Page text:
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‘Race and Intellectual Property’ at Boston College

Posted By Madhavi Sunder, Apr 24, 2017

Last week I spoke on the opening plenary panel for a large interdisciplinary conference on “Race and Intellectual Property” held April 20-22 at Boston College.  The conference brought together dozens of scholars from law, media studies, and communications, with King Hall faculty and students playing an important role.

I presented a new paper, co-authored with Professor Anupam Chander, about the Regional Comprehensive Economic Partnership (“RCEP”), a trade agreement being negotiated by 16 countries that make up the bulk of Asia, including China, India, Japan, and South Korea, to Australia and New Zealand. With the sudden demise of the Trans Pacific Partnership Agreement (TPP), all eyes are now on the RCEP. In my remarks, I remembered late King Hall Professor Keith Aoki, whose pioneering work in race and intellectual property I read in law school in the 1990s. His work put me on the path to become an IP scholar.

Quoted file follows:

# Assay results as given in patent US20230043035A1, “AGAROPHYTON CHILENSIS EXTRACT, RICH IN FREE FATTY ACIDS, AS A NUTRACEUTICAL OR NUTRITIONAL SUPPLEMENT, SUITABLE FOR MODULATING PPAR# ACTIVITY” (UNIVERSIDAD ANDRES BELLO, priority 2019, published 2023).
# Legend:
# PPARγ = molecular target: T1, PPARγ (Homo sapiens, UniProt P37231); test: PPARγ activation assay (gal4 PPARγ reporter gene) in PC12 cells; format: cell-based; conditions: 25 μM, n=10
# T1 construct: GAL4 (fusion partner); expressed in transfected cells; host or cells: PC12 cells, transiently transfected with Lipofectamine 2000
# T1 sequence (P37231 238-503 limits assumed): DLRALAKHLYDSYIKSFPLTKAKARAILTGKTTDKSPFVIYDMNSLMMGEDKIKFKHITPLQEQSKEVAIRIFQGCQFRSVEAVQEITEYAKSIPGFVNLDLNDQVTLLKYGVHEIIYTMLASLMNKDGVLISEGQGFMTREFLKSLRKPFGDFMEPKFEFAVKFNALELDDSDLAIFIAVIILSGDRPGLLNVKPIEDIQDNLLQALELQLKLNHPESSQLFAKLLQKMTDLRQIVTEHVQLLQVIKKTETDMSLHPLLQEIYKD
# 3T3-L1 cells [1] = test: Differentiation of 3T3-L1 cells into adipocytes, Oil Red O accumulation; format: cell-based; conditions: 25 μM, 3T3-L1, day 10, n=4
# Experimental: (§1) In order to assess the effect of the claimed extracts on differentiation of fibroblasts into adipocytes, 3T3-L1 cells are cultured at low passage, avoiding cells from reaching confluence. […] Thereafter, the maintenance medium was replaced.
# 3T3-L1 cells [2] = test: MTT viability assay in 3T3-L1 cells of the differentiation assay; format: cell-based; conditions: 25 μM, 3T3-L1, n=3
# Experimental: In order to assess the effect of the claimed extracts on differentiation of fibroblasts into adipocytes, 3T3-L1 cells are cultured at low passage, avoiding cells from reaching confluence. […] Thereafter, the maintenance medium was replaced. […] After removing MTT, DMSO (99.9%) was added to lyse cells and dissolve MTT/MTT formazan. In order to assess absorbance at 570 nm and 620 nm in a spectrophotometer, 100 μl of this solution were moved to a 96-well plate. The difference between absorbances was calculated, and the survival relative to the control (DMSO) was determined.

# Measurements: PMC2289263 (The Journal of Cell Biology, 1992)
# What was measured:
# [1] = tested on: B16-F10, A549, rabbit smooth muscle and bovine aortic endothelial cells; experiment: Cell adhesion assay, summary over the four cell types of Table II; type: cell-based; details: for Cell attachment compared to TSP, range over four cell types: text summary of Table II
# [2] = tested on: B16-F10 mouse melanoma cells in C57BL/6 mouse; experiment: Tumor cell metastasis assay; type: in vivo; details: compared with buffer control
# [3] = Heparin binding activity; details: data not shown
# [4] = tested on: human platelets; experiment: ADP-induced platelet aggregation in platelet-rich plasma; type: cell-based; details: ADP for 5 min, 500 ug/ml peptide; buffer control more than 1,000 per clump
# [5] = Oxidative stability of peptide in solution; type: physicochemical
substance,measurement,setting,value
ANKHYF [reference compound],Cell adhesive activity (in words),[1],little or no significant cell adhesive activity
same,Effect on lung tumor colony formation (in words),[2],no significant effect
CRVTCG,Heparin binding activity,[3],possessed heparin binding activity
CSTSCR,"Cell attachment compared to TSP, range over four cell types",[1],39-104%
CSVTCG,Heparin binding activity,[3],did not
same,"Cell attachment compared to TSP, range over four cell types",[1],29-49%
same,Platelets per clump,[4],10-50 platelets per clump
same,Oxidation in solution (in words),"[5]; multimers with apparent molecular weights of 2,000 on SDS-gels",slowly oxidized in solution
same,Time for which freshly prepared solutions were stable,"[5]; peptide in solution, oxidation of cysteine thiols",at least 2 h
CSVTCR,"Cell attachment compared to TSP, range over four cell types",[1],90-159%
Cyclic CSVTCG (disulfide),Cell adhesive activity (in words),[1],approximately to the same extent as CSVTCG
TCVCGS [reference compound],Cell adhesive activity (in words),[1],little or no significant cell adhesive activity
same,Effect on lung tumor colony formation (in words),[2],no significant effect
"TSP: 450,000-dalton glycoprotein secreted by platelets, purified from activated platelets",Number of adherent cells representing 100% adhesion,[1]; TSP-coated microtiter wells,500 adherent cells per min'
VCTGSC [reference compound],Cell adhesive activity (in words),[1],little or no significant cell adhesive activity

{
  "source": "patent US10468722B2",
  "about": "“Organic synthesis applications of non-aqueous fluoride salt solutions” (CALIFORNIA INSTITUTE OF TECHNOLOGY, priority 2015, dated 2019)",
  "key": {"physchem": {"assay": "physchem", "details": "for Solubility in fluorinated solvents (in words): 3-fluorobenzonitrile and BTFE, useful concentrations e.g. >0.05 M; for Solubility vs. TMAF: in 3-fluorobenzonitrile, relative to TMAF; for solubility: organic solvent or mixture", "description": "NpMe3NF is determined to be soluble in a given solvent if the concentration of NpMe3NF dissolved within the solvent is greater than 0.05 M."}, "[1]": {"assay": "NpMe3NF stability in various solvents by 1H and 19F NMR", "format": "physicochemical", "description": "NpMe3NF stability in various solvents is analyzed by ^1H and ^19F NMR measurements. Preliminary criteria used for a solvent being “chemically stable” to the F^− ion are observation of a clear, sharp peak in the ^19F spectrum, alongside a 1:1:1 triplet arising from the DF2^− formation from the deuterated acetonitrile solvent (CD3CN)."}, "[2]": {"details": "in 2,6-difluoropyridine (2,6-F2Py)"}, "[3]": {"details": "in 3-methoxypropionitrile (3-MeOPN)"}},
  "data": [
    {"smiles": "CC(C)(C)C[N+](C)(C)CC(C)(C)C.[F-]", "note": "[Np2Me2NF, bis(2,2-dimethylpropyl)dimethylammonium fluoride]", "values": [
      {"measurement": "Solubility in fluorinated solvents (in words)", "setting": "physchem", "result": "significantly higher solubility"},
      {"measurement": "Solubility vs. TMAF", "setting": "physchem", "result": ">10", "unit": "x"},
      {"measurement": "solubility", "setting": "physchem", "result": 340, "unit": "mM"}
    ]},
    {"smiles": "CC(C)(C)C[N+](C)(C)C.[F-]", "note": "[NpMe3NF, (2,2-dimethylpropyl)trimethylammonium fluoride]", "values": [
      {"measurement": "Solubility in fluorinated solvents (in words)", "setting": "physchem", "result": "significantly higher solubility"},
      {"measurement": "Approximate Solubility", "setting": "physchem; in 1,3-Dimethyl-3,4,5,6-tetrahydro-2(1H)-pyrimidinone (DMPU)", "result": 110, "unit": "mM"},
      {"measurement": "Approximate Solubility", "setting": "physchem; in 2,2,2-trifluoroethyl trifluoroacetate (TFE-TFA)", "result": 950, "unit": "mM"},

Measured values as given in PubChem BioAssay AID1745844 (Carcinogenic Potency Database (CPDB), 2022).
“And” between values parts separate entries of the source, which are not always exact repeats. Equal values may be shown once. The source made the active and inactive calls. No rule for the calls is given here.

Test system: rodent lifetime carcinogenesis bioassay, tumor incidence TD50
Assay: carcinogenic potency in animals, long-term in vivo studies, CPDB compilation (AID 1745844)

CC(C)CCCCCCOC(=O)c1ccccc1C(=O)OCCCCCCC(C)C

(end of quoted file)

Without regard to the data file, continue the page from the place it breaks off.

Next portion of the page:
King Hall was well represented at the conference, with Professor Lisa Ikemoto speaking on the plenary panel on Day 2. Professor Ikemoto spoke about the controversy over the HeLa cell line, which originating from the cells of an African American woman, Henrietta Lacks, who died of cervical cancer in 1951. Her cells became the source of one of the most important cell lines in medical research. This weekend a new documentary about Henrietta Lacks premiered starring Oprah Winfrey. 

Maan and Chen

King Hall students Benjamin Chen ’18  and Jasjot Maan ’18 were selected through a competitive process to present their original research at the conference. Benjamin presented a paper on Chinese “shanzai,” a grassroots movement in which local corporations playfully imitate global brands such as Nike and Adidas, while giving the goods local meaning and a more accessible price point. Jasjot wrote about intellectual property disputes over yoga.

The conference, organized by Boston College Professor Anjali Vats, whom King Hall was fortunate to host as a Visiting Professor of Law last semester, was a big success. It brought together for the first time senior and junior scholars in the field of race and intellectual property. I was honored to be a part of this important set of conversations, and enjoyed both reconnecting with longtime colleagues and meeting many newcomers to the field. I was especially proud to see King Hall faculty and students play such an important role in this event.